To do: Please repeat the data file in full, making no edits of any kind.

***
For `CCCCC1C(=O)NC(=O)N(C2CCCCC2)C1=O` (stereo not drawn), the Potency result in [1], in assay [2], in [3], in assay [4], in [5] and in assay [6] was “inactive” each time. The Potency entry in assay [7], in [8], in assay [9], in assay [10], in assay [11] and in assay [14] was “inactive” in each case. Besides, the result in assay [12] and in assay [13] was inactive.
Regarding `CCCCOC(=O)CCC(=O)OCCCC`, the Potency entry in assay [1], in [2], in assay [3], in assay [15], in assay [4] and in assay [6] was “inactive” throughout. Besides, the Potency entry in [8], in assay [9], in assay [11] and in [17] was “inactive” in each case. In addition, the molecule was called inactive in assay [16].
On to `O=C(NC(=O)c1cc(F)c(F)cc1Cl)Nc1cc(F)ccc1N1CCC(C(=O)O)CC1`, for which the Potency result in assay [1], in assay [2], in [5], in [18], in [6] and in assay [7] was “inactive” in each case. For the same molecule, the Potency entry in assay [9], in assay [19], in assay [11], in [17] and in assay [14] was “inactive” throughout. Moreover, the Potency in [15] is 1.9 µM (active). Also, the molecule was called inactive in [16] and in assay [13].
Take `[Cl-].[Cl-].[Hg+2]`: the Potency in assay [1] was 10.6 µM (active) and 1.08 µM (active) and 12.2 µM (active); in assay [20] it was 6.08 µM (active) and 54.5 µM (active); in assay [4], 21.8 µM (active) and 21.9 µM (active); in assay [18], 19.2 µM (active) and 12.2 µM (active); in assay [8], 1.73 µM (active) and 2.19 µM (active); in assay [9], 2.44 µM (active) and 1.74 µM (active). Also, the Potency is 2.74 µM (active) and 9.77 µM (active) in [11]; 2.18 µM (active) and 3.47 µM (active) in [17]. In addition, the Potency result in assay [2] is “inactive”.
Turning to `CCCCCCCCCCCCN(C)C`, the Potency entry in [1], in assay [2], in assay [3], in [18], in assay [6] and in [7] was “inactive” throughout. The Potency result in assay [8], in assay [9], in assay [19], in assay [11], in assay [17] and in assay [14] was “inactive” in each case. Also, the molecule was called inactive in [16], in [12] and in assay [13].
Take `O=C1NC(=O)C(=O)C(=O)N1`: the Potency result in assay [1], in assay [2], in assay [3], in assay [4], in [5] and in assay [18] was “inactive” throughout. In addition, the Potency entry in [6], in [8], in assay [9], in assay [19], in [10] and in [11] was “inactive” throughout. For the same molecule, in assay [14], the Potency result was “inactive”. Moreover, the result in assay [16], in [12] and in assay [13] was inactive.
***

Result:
For `CCCCC1C(=O)NC(=O)N(C2CCCCC2)C1=O` (stereo not drawn), the Potency result in [1], in assay [2], in [3], in assay [4], in [5] and in assay [6] was “inactive” each time. The Potency entry in assay [7], in [8], in assay [9], in assay [10], in assay [11] and in assay [14] was “inactive” in each case. Besides, the result in assay [12] and in assay [13] was inactive.
Regarding `CCCCOC(=O)CCC(=O)OCCCC`, the Potency entry in assay [1], in [2], in assay [3], in assay [15], in assay [4] and in assay [6] was “inactive” throughout. Besides, the Potency entry in [8], in assay [9], in assay [11] and in [17] was “inactive” in each case. In addition, the molecule was called inactive in assay [16].
On to `O=C(NC(=O)c1cc(F)c(F)cc1Cl)Nc1cc(F)ccc1N1CCC(C(=O)O)CC1`, for which the Potency result in assay [1], in assay [2], in [5], in [18], in [6] and in assay [7] was “inactive” in each case. For the same molecule, the Potency entry in assay [9], in assay [19], in assay [11], in [17] and in assay [14] was “inactive” throughout. Moreover, the Potency in [15] is 1.9 µM (active). Also, the molecule was called inactive in [16] and in assay [13].
Take `[Cl-].[Cl-].[Hg+2]`: the Potency in assay [1] was 10.6 µM (active) and 1.08 µM (active) and 12.2 µM (active); in assay [20] it was 6.08 µM (active) and 54.5 µM (active); in assay [4], 21.8 µM (active) and 21.9 µM (active); in assay [18], 19.2 µM (active) and 12.2 µM (active); in assay [8], 1.73 µM (active) and 2.19 µM (active); in assay [9], 2.44 µM (active) and 1.74 µM (active). Also, the Potency is 2.74 µM (active) and 9.77 µM (active) in [11]; 2.18 µM (active) and 3.47 µM (active) in [17]. In addition, the Potency result in assay [2] is “inactive”.
Turning to `CCCCCCCCCCCCN(C)C`, the Potency entry in [1], in assay [2], in assay [3], in [18], in assay [6] and in [7] was “inactive” throughout. The Potency result in assay [8], in assay [9], in assay [19], in assay [11], in assay [17] and in assay [14] was “inactive” in each case. Also, the molecule was called inactive in [16], in [12] and in assay [13].
Take `O=C1NC(=O)C(=O)C(=O)N1`: the Potency result in assay [1], in assay [2], in assay [3], in assay [4], in [5] and in assay [18] was “inactive” throughout. In addition, the Potency entry in [6], in [8], in assay [9], in assay [19], in [10] and in [11] was “inactive” throughout. For the same molecule, in assay [14], the Potency result was “inactive”. Moreover, the result in assay [16], in [12] and in assay [13] was inactive.